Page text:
Wells Fargo employees are having meetings about us. Yes, we are starting to get under their skin.A member from Marshalltown, Maria Alvarez, called and reported on her interaction with the branch manager when she closed her Wells Fargo account because of their investments in private prisons, predatory lending, and giant executive bonuses.
On April 23, I was one of 10 members of Iowa Citizens for Community Improvement who were arrested outside of Wells Fargo’s downtown Des Moines headquarters.
A family farmer, a Methodist minister, a Vietnam veteran and seven others were arrested today at the national headquarters of Wells Fargo’s Home Mortgage division in Des Moines, Iowa. Among those arrested was George Goehl, the executive director of National People’s Action (NPA).
Wow. What a week!
The 99% Spring was a huge success and we couldn’t be more inspired by the spirit and courage of this movement.
Tens of thousands of us came together in homes, places of worship, campuses and the streets to train in non-violent direct action and then hit the streets to go toe-to-toe with executives of some of the biggest and baddest corporations in America.
About 30 members of community action groups met an executive from Wells Fargo, demanded several things, were not satisfied by the executive’s answers, and then marched on some downtown Wells offices to demand that the bank “put people first” and pay its “fair share.”
The executive was Jon Campbell, vice president for social responsibility for Wells Fargo, but his meeting at the offices of Iowa Citizens for Community Improvement was not open to reporters.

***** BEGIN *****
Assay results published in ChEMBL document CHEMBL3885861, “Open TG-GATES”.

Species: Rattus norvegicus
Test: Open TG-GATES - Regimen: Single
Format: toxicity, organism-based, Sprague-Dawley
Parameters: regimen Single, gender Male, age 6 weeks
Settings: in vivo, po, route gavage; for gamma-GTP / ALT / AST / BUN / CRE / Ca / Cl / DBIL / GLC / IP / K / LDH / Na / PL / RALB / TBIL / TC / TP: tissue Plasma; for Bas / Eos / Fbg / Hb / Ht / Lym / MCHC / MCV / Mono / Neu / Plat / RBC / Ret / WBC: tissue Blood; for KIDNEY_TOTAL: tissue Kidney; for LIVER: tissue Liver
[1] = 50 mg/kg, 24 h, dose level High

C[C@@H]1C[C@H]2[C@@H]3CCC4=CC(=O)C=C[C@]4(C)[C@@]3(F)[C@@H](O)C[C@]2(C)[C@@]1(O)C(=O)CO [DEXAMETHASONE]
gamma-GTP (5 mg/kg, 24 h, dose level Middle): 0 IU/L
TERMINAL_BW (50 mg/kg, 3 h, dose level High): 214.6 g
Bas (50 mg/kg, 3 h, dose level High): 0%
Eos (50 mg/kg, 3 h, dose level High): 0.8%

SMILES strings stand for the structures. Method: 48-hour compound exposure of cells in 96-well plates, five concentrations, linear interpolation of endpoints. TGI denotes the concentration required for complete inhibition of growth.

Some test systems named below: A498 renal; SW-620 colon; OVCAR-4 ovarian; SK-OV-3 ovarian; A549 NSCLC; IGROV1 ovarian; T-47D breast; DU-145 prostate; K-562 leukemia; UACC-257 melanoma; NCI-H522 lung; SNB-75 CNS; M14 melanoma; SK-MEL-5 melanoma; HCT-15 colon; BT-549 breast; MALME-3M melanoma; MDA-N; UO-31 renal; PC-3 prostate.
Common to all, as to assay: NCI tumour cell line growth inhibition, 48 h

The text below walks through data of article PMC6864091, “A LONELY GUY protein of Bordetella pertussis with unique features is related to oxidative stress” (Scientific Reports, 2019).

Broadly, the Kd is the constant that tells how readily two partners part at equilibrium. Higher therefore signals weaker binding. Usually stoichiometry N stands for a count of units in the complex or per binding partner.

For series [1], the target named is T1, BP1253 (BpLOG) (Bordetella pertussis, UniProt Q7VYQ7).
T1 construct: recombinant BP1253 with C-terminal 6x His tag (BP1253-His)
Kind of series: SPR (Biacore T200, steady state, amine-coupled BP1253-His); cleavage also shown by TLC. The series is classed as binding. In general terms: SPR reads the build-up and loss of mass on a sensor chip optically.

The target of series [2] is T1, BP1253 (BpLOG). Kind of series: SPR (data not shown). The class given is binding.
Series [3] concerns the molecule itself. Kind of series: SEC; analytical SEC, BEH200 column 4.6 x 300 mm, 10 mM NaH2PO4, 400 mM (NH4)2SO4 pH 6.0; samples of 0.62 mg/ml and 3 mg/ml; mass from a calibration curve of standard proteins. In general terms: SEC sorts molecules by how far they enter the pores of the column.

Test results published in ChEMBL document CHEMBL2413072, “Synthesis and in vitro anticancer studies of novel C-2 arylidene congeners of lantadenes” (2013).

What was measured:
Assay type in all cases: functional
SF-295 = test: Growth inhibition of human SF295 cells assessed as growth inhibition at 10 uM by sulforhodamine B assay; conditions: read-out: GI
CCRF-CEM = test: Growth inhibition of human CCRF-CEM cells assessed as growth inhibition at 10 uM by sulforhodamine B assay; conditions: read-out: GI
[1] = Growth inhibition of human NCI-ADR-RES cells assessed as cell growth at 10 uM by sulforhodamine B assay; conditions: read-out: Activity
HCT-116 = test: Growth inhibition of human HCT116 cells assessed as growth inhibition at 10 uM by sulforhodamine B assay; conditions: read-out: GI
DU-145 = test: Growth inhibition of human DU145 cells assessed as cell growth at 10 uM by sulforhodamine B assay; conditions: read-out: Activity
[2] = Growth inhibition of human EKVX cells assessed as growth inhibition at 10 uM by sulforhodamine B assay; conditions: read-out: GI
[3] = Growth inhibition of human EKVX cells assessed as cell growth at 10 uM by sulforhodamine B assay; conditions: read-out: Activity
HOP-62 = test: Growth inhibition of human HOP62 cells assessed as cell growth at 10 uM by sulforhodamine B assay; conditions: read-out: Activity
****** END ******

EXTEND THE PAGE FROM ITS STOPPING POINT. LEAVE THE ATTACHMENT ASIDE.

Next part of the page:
CCI demands that Wells Fargo do five things:
The advocacy group Iowa Citizens for Community Improvement has a new report out this morning calling on Iowa policymakers to boost tax revenues and resist reducing state government spending.
The report, titled “The Cost of Cuts in Iowa,” finds that a 1 percent cut in state spending in Iowa leads to the loss of 580 jobs, and argues that increasing spending would help spur economic growth.
During Tuesday’s work session, the Iowa City Council will discuss what one local chapter of a statewide group calls “predatory lenders.”
Iowa City’s chapter of the Citizens for Community Improvement organization have asked the Iowa City Council to restrict the use of payday lenders, pawn shops and check-cashing businesses in and around the city’s residential areas.
"We don't want just a seat at the table. We want to run the table," Hugh Espey, the executive director of Iowa Citizens for Community Improvement, said to me. "We want to run the table in order to win policies that put people before profits, people before polluters and communities before corporations."
The attorney general leading the investigation into "robo-signing" mortgage companies may be backtracking on promises to help Americans wrongly foreclosed on stay in their homes.
Iowa Attorney General Tim Miller is no longer promising to press criminal charges against bank officials who fraudulently foreclosed on homes, according to Iowa community groups.